The movie, which tells the story of superstar pianist Liberace’s alleged romantic relationship with Scott Thorson, features A-listers Michael Douglas and Matt Damon under the direction of Steven Soderbergh (“Traffic,” “Erin Brockovich”). Because the film wasn’t released in theaters, it isn’t eligible for the Oscars, but it received honors elsewhere. Most notably, “Candelabra” was nominated for the Palm d’Or at the Cannes Film Festival, and it is up for an impressive 15 Emmy Awards.
The movie is particularly noteworthy for the performances of Douglas (Liberace) and Damon (Thorson). Because Liberace was flamboyant both on and off stage, his characterization presents remarkable opportunities for an actor, and Douglas takes advantage of them. He capture’s the man’s charisma and stage presence while tapping into the disturbing elements of his domestic life.
Damon is also outstanding, and the role of Thorson allows him to move beyond the tough-guy parts he frequently takes. Damon plays Thorson as a sensitive and innocent man who loves Liberace despite numerous signs that their romance is doomed.
If the film is correct, Liberace not only instigated the romantic relationship with Thorson – who was 40 years his junior – he kept tight control of the man, even requesting that he have plastic surgery. How accurate this is can be debated, particularly since the film is based on a memoir by Thorson, who many would consider unreliable. Thorson, who now lives in Reno, Nev., is an admitted drug addict who was convicted of burglary and identity theft. In fact, he was in court just last week for violating the terms of his probation.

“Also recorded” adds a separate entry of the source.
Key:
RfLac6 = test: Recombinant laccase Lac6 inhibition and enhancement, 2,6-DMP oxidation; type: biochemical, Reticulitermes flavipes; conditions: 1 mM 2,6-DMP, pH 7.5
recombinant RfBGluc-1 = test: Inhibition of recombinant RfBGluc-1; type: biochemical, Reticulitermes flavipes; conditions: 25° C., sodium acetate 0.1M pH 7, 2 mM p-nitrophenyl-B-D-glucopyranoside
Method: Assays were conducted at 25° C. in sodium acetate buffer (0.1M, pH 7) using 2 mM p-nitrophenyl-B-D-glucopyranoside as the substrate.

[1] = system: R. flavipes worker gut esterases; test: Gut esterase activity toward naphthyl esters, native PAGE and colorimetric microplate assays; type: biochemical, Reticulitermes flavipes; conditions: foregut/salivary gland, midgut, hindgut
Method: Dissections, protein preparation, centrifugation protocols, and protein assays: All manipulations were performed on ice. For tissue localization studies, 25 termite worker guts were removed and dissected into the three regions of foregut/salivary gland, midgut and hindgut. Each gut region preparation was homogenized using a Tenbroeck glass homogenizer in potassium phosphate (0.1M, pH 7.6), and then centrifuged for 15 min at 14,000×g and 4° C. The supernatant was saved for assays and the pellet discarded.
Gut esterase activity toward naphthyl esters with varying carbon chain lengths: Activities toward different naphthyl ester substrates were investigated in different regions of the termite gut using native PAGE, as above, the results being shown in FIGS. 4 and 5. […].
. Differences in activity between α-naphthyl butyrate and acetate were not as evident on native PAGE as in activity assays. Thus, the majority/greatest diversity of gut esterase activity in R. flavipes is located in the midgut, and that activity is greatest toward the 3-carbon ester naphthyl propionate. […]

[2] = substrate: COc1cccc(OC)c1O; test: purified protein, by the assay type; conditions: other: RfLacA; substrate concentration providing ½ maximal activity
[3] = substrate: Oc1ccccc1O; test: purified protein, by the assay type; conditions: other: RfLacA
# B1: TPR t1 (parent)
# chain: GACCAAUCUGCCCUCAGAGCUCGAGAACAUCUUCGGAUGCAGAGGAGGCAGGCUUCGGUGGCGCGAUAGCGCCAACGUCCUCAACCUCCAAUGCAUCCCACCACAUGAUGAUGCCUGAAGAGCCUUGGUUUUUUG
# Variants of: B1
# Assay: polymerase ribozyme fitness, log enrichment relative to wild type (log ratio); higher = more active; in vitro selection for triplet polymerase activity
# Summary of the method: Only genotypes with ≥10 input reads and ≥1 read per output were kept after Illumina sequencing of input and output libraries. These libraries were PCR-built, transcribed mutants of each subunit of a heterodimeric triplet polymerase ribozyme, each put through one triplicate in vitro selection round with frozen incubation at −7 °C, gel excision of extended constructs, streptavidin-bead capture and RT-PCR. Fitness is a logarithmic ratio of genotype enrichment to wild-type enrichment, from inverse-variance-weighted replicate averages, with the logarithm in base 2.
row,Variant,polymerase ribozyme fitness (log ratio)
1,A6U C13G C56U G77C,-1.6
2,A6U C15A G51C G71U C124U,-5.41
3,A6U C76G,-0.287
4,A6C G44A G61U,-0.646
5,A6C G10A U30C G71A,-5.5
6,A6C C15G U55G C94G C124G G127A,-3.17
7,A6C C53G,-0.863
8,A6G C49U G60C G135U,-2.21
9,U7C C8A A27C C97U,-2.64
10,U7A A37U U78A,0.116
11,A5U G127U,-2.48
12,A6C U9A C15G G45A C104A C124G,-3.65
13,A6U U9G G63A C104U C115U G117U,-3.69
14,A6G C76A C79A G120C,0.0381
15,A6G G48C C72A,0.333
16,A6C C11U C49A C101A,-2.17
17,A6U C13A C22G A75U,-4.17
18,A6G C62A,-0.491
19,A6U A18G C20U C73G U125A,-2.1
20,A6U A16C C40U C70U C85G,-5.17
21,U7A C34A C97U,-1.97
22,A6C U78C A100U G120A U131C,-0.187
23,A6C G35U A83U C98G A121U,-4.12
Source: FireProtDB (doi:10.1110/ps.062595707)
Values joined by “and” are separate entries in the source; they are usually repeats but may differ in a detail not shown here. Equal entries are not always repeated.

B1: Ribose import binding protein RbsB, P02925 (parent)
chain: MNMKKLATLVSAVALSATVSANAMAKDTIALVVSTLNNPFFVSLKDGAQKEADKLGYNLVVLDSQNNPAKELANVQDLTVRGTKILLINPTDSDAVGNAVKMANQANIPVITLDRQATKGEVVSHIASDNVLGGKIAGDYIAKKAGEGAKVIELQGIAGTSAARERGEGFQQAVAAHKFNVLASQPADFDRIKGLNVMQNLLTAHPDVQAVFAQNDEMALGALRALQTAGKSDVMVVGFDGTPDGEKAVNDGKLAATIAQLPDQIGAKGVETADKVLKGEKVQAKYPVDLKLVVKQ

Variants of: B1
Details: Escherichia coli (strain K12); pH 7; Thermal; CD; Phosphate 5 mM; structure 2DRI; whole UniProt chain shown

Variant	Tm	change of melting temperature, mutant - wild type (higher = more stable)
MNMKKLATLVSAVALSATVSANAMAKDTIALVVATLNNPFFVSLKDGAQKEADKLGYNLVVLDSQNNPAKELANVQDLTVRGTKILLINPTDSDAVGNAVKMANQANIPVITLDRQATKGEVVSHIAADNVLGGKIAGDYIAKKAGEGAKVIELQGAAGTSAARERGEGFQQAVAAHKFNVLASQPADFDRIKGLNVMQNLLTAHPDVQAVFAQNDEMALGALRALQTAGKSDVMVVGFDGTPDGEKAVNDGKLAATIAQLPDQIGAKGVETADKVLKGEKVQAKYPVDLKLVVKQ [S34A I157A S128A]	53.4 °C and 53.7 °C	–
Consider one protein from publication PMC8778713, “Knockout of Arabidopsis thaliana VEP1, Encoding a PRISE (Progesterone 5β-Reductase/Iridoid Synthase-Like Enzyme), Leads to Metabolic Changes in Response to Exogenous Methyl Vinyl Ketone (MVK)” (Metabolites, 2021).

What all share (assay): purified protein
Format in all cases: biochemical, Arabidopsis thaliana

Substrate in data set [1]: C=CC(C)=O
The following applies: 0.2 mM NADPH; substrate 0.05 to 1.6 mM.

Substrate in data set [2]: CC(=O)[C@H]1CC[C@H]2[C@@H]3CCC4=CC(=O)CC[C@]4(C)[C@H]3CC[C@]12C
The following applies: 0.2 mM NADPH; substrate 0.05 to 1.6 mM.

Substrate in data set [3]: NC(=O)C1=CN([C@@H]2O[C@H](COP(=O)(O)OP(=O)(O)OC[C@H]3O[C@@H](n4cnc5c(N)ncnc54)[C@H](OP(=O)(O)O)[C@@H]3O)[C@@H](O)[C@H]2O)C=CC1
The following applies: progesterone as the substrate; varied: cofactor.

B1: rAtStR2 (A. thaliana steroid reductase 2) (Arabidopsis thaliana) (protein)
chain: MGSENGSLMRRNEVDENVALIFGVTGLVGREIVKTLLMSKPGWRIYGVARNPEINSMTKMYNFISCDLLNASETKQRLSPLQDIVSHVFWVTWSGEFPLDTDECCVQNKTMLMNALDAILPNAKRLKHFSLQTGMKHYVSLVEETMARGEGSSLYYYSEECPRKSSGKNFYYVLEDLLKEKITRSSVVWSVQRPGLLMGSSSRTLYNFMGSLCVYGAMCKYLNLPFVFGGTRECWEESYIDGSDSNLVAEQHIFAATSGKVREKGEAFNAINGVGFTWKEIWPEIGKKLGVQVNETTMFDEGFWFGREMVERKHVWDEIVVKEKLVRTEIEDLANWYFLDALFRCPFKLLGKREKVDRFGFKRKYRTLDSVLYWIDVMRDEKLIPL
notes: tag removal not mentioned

Of course, Liberace’s public image is just as unreliable. Although it is now widely accepted that the pianist was gay, he never admitted this during his lifetime. In fact, “Behind the Candelabra” argues that his handlers made a concerted effort to hide his sexuality.
Even if some of the incidents in “Candelabra” are fictionalized, the movie is a beguiling character drama. On stage, Liberace was bigger than life, and the movie presents him not only as a man of tremendous excess but one with deep character flaws. The portrayal of Thorson is relatively kind, especially when weighed against the man’s recent legal problems. Still, all movies must have a perspective, and this one takes his.
As well made as “Behind the Candelabra” is, there are flaws. The picture is essentially a domestic melodrama, and the squabbling between Liberace and Thorson grows tiresome as the movie chugs to its close. Fortunately, the good moments outweigh the bad, and the movie is worth seeing for the performances alone.
DVD and Blu-ray extras include a making-of feature.
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– Forrest Hartman is an independent film critic whose byline has appeared in some of the nation’s largest publications. E-mail him at firstname.lastname@example.org.